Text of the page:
His own mortuary at Sapema Funeral Services in Soweto outside Johannesburg is chock-a-block as well. He and many of his colleagues have been forced to make a plan and fast, turning large fridges into make-shift mortuaries, for example.
Then there’s the administrative hang-ups: Safpa members have had to wait days for burial orders from home affairs, forcing families to postpone funerals.
For Hester Juries, it was terrible not to be able to stand close to her loved ones’ graves. Even the devotions spoken over their graves by the handful of funeral-goers were a far cry from the choral hymns that defined the funerals of Hester’s community in the pre-Covid-19 era. She explains:
“Our people, the Griquas, we usually bury our loved ones with songs of praise. Now, it feels like you are throwing your people away.”
South Africa’s mass graves – dug nearly a century apart
In June 2020, images of yellow bulldozers preparing mass graves around Gauteng filled screens around the country. But mass graves have been dug in South Africa before, it just wasn’t televised.
In 1918, a global pandemic of highly infectious influenza, known as the Spanish Flu, wiped out 6% of the entire population in just six weeks, writes Howard Phillips.
“Tens of thousands of wives and husbands turned into widows or widowers virtually overnight, hundreds of thousands of orphans created at a stroke.”
Cities around the country were overwhelmed by a rising tide of corpses. Families in Cape Town pushed their loved ones to the cemetery in wheelbarrows and trolleys, Philips’ research reveals.
In Kimberley, over 100 miners were buried every day between 2pm and 4pm — regardless of their religion. Twenty-five bodies at a time, with no more than a blanket and a thin layer of soil between them.
Now, a century later, the gravediggers preparing the resting places for Covid-19 deaths are taking strain as well.
Pitso Maleka and his team of more than 1,000 gravediggers have the contract to dig and close graves for the City of Johannesburg for 2020. Maleka runs Pitso’s Grave Closure in Soweto.
He estimates they’re digging about four times more graves than they would in a normal year. Maleka’s job has taken on a darker meaning of late. “It’s terrifying,” he explains. “What if I’m digging my own grave?”
Grief counsellors help families cope
For nearly four decades, Hester Juries woke up to a pair of polished shoes for work, a glass of water and a washbasin with hot water. Every day, Willie made sure of it. They first met at a school dance, where they spent the night dancing to the blues – and were inseparable ever since.
Now, she wakes up alone with her grandchildren crying for their mother. After Willie’s funeral, none of Hester’s family could come to visit, leaving her to care for, among others, a granddaughter who stopped speaking from grief for her mother, and a son struggling with the sudden death of his father and threatening to end his life.
All the while trying to explain to a baby boy why he can’t have a hug from Ouma. “None of us are really coping,” she says. “It’s hell.”
About a week ago, Hester got a call from a counsellor, who works for the Western Cape health department. The department is trying to mitigate a possible wave of sadness and grief by linking families to mental health support.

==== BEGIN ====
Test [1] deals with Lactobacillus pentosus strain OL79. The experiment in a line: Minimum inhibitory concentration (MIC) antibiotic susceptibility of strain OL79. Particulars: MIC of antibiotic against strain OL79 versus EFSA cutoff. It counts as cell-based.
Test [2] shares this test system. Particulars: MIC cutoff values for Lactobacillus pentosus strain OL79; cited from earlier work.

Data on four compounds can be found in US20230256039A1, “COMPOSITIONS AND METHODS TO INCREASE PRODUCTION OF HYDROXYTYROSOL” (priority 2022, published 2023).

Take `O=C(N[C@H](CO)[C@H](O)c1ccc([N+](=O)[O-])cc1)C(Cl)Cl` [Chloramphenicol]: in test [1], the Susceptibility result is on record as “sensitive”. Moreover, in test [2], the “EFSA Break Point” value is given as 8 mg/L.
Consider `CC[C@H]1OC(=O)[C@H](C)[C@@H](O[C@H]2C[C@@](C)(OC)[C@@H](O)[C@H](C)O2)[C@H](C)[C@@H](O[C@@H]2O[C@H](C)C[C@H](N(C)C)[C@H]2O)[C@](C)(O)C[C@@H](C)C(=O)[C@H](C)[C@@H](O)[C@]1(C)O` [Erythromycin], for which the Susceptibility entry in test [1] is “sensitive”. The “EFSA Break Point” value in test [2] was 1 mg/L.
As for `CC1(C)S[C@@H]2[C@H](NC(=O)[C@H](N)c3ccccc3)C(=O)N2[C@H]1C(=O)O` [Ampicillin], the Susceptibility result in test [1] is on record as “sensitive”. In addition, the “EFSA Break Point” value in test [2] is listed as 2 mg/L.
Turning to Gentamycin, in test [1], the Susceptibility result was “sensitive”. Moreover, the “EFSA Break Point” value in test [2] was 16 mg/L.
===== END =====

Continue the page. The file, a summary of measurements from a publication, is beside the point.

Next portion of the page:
Back in April 2020, the department rolled out a palliative care action plan and online training sessions for health workers, says Juanita Arendse, the director for health services in the Cape Town metro.
In that city, 161 people attended courses to provide spiritual support. More than 180 workers received training in dealing with bereavement and grief. Also part of the workshop session were lessons on how to help families with closure and how to deliver bad news. “We knew we would need a hell of a lot more help than that,” Arendse says.
So she and her team set up a “Covid-19 volunteer database” made up of social workers, psychologists and mental health nurses to which they could refer patients or family members dealing with the emotional fallout of Covid-19. Also on the list were faith-based organisations and volunteers.
These names all go onto an app that the department uses to co-ordinate which people are linked to which counsellors. “We try to find a good match based on age, language, religion and gender.”
The counsellors are available to Covid-19 patients and family, people in quarantine and isolation, or anyone grieving the loss of someone to the virus.
Initially, very few people were referred for counselling, the department’s records show. Only 10 people got help in April and May 2020, but that figure quadrupled by June. Of the 46 people that were linked to counsellors, 70% were grieving the loss of a loved one.
While there are enough counsellors to meet the current demand, Arendse anticipates the department may struggle to find enough trained volunteers and staff to help as the death toll continues to rise.
Joan Marston argues that the government could be making more use of the existing hospice network in the country since its employees are all trained in bereavement support. Supporting bereaved people well pays off in the long run. If you can prevent complicated grief, she says, you can make sure people are able to work and look after their families properly, saving the economy and health service money. “By putting these interventions in now, you’re going to prevent healthcare costs in the future.”
The national health department did not respond to Bhekisisa’s requests for comment.
Hester Juries says she feels optimistic about the counselling, she’s had one session so far. She takes comfort in her job as a hospice carer, where she can give her patients the gentle death her family members couldn’t have.
Nonetheless, her voice cracks when she recalls those first few weeks of grief. “You feel so alone, so bitterly alone.” DM/MC